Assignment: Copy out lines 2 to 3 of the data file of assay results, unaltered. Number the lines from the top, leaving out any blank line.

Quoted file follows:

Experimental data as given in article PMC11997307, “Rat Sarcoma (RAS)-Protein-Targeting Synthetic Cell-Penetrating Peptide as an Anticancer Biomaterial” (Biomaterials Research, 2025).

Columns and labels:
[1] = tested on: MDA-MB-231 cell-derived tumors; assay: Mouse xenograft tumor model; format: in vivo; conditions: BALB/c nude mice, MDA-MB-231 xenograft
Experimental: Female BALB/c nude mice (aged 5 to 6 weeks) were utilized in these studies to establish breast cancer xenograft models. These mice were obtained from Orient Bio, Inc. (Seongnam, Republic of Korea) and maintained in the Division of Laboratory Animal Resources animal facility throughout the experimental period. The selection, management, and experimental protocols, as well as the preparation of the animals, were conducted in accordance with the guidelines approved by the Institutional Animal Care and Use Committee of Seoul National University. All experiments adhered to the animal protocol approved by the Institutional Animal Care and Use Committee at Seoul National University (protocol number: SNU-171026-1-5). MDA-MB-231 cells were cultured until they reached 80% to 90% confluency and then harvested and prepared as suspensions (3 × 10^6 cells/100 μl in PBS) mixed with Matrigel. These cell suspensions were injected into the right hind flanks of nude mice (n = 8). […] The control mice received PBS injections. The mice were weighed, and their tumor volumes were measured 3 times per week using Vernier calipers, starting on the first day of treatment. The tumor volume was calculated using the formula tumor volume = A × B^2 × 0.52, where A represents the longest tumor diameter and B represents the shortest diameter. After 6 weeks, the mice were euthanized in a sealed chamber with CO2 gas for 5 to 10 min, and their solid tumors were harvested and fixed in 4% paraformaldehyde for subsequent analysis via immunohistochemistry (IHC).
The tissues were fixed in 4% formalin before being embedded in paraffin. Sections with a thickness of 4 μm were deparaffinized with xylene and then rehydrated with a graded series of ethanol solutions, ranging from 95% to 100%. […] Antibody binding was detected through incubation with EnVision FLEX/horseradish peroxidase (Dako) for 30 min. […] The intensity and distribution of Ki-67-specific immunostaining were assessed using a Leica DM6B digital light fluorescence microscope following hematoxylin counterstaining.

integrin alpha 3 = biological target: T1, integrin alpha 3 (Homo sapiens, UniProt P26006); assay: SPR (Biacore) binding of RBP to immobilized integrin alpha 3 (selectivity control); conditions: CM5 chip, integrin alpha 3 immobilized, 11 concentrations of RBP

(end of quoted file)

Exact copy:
Columns and labels:
[1] = tested on: MDA-MB-231 cell-derived tumors; assay: Mouse xenograft tumor model; format: in vivo; conditions: BALB/c nude mice, MDA-MB-231 xenograft